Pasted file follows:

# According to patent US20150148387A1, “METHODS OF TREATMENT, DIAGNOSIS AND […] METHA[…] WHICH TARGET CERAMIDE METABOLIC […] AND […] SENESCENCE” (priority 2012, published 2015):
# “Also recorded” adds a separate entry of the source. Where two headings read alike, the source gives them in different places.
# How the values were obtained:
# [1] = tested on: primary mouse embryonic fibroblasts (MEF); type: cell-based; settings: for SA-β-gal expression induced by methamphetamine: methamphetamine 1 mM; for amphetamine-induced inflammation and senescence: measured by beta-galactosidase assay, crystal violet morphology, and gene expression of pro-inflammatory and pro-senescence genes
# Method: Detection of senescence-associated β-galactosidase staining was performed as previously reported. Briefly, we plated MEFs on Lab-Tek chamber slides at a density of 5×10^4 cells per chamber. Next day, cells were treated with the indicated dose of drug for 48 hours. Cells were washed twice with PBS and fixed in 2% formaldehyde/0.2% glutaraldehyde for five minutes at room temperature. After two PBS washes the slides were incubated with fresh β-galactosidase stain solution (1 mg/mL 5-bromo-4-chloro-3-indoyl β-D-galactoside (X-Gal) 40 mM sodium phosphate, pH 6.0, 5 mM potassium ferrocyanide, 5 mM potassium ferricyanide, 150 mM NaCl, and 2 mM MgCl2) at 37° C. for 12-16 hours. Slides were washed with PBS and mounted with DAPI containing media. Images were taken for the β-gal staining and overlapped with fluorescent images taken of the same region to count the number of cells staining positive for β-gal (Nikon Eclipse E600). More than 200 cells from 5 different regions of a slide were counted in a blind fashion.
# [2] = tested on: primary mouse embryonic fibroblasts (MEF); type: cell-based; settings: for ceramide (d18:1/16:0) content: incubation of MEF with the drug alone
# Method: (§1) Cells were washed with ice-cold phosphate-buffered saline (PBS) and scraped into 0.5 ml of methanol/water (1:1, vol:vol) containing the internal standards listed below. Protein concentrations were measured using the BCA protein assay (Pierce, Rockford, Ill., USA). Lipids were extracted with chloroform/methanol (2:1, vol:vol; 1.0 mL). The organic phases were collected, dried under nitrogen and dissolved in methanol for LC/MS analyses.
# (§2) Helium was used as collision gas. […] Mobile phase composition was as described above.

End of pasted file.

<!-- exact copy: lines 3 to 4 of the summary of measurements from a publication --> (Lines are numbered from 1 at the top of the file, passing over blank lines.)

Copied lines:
# How the values were obtained:
# [1] = tested on: primary mouse embryonic fibroblasts (MEF); type: cell-based; settings: for SA-β-gal expression induced by methamphetamine: methamphetamine 1 mM; for amphetamine-induced inflammation and senescence: measured by beta-galactosidase assay, crystal violet morphology, and gene expression of pro-inflammatory and pro-senescence genes